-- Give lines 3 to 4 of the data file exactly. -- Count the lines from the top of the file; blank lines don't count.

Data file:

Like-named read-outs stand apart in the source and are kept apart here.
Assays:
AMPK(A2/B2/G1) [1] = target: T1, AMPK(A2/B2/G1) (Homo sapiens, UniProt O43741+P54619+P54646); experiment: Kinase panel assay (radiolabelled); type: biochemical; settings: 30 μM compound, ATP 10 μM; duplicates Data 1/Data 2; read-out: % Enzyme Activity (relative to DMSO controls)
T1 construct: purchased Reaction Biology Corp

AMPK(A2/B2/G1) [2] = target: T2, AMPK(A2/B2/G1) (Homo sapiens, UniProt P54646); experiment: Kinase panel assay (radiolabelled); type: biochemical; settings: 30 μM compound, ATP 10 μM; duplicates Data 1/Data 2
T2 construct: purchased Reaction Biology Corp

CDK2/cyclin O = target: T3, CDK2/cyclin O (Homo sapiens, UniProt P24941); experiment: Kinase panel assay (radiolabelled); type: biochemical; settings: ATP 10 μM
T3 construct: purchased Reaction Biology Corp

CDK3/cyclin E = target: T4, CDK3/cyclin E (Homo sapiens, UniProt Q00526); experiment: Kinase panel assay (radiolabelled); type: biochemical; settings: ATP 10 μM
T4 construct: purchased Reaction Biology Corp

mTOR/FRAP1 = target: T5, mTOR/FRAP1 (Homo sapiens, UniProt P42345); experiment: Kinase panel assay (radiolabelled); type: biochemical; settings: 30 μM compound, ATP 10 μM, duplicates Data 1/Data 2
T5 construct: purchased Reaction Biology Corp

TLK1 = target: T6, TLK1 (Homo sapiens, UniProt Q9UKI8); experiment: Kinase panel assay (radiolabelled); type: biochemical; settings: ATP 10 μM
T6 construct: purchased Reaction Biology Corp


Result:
AMPK(A2/B2/G1) [1] = target: T1, AMPK(A2/B2/G1) (Homo sapiens, UniProt O43741+P54619+P54646); experiment: Kinase panel assay (radiolabelled); type: biochemical; settings: 30 μM compound, ATP 10 μM; duplicates Data 1/Data 2; read-out: % Enzyme Activity (relative to DMSO controls)
T1 construct: purchased Reaction Biology Corp